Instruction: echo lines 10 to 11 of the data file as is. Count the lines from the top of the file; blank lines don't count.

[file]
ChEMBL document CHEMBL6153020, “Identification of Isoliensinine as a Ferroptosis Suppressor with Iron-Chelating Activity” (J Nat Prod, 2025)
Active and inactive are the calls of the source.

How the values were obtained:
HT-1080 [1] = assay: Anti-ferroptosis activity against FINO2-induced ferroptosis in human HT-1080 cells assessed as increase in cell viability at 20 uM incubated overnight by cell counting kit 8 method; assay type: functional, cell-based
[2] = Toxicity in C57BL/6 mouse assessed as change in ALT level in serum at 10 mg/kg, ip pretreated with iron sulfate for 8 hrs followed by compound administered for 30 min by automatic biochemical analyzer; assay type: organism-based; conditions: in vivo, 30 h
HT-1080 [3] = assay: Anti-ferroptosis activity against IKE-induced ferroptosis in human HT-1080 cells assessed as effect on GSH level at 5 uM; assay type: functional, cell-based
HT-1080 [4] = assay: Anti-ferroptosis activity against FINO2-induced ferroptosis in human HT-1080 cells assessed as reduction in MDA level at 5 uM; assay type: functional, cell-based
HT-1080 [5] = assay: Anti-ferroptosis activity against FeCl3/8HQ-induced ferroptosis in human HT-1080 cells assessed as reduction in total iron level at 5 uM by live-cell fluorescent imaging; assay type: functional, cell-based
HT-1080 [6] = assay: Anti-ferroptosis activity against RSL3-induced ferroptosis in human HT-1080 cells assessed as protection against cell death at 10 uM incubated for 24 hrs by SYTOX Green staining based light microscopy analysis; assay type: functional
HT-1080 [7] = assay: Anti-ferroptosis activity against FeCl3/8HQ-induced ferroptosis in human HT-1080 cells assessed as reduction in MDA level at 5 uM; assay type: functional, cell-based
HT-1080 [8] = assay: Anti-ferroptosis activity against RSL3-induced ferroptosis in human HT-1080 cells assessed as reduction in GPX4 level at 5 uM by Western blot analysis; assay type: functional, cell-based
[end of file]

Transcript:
HT-1080 [7] = assay: Anti-ferroptosis activity against FeCl3/8HQ-induced ferroptosis in human HT-1080 cells assessed as reduction in MDA level at 5 uM; assay type: functional, cell-based
HT-1080 [8] = assay: Anti-ferroptosis activity against RSL3-induced ferroptosis in human HT-1080 cells assessed as reduction in GPX4 level at 5 uM by Western blot analysis; assay type: functional, cell-based